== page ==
Google hit with record
Google has been handed a colossal €4.34 billion fine by the European Commission for placing restrictions on how its Android operating system can be used.
Competition commissioner Margrethe Vestager issued the fine for three “illegal restrictions” on how Android is used.
“It has cemented the dominance of its search engine,” Vestager tweeted. She continued to say Google has been “denying rivals a chance to innovate and compete on the merits.”
There are more than two billion Android devices – including phones, tablets, and watches – being used around the world every month.
Android’s code is open-source, meaning it can be tweaked and edited by device manufacturers.
However, it isn’t fully open-source: there are some elements that Google remains in control of.
Crucially, by default all Android phones use Google as the default search engine and Google Chrome as the default web browser.
Vestager said Google has become dominant across Europe for internet search, licensable smartphone operating systems and for the Google Play app store.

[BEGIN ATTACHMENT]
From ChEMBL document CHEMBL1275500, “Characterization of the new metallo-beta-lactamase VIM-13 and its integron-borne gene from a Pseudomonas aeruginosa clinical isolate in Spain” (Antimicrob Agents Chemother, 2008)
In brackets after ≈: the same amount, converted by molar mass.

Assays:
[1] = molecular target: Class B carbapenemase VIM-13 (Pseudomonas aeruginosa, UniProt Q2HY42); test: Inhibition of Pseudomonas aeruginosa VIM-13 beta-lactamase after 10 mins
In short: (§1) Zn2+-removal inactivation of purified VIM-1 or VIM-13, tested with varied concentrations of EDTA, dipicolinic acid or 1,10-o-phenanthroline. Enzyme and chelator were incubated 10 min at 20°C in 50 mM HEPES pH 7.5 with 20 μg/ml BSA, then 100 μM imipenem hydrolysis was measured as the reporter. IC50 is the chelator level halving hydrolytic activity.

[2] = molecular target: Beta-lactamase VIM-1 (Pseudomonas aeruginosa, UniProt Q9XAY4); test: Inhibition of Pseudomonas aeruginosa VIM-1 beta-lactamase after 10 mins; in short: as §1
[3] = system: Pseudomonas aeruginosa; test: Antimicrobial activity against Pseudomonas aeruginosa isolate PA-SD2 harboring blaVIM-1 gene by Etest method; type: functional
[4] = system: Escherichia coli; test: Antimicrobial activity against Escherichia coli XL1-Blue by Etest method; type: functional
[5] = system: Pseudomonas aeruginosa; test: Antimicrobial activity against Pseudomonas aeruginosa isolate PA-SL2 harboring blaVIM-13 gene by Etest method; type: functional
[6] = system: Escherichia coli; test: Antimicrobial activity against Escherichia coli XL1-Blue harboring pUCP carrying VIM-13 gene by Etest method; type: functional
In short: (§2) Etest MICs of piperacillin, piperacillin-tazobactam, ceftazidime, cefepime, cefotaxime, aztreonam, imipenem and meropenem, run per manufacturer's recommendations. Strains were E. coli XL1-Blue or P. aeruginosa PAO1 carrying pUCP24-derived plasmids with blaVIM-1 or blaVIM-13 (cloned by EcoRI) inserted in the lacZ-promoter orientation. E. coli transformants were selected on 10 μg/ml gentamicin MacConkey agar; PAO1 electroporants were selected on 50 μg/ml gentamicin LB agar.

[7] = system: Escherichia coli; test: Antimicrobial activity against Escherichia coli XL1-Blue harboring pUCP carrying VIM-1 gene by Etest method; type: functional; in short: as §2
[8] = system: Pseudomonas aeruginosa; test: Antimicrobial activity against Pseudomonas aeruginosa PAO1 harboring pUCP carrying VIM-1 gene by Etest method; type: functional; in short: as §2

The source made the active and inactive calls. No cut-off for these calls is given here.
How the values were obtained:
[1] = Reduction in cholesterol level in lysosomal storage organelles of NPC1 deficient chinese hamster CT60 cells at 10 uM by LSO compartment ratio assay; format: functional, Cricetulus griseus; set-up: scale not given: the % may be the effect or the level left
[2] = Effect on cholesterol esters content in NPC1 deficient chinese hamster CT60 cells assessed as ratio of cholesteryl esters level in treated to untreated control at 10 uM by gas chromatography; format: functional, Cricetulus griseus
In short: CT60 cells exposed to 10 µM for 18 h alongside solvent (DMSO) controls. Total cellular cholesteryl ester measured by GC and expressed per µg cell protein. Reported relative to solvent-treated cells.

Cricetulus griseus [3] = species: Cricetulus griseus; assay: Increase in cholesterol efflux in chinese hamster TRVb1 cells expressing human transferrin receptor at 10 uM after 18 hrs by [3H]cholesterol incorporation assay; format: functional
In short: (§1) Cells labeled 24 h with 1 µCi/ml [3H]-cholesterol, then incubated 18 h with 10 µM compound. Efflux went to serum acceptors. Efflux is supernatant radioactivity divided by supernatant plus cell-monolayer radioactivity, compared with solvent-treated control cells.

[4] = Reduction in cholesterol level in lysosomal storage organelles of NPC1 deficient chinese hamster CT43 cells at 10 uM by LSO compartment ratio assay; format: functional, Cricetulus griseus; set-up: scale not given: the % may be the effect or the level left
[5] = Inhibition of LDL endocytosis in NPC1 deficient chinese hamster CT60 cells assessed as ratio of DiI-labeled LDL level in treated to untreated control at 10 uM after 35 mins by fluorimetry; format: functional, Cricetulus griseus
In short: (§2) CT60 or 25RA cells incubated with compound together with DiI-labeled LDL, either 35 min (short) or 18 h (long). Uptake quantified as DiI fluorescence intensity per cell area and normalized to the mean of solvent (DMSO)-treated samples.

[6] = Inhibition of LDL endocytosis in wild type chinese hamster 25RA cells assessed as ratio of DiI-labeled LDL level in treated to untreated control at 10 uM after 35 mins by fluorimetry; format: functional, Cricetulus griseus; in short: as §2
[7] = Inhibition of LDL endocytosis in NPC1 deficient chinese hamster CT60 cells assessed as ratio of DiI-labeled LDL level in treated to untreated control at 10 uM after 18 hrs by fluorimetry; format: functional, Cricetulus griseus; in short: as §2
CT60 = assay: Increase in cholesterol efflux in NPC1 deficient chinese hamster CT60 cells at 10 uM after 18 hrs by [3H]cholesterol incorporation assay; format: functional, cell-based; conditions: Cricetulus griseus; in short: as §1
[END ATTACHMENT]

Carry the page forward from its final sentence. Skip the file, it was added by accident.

“With market dominance comes responsibility,” she explained.
The Commission found that Google had required phone manufacturers to pre-install.
Google Search app and Chrome Browser as a condition for using the Play Store.
Google has also prevented manufacturers from editing and using versions of the Android source code.
Therefore, it is not possible for a phone manufacturer to only install the Play Store and not the Google Search app.
The Commission said pre-installation of apps make it highly unlikely phone users will download other apps if they already have one they can use.
However, the Commission said payments were “significant” and other search engines wouldn’t be able to still make profits if they tried to pay manufacturers.
When it comes to not allowing manufacturers to use non-approved versions of Android, Vestager highlighted Amazon’s Fire OS.